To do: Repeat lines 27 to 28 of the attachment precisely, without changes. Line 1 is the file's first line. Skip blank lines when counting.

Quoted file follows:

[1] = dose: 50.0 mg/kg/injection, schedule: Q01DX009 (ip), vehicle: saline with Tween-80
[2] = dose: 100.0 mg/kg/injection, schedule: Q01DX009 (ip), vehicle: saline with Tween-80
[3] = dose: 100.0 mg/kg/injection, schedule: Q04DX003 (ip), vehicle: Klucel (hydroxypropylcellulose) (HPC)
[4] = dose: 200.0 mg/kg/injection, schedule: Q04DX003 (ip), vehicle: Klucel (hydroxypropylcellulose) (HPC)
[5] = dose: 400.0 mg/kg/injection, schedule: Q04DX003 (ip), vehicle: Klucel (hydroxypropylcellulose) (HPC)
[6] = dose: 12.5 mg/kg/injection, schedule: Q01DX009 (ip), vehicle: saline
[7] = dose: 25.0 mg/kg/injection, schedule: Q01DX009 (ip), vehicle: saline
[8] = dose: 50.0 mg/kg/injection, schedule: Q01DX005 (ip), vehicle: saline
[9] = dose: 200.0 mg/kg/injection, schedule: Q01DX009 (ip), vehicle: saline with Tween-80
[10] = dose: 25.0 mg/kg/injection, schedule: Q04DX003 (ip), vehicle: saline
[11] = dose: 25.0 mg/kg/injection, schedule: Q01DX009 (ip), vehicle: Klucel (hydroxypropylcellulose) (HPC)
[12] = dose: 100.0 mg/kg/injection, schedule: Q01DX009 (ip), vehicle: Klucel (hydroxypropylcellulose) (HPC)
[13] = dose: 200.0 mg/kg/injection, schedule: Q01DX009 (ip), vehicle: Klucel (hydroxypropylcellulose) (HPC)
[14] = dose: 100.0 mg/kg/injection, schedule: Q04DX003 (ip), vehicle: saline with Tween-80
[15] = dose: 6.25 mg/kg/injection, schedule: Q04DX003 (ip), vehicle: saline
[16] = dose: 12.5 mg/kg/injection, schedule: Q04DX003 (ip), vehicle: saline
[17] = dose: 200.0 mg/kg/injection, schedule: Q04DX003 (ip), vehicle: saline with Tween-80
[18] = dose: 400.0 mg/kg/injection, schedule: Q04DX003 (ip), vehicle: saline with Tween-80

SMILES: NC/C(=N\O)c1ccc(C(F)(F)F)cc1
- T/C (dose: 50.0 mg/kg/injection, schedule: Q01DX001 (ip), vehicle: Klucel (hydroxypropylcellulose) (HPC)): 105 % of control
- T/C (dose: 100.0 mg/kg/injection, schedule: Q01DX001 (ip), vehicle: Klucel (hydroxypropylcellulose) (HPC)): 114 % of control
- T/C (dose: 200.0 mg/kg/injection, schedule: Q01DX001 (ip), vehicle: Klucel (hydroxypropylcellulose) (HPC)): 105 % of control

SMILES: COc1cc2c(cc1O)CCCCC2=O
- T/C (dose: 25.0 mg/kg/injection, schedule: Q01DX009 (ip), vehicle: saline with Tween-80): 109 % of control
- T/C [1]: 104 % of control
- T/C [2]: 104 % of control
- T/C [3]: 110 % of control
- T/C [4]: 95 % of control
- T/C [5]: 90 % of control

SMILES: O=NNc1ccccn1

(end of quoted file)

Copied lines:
- T/C [3]: 110 % of control
- T/C [4]: 95 % of control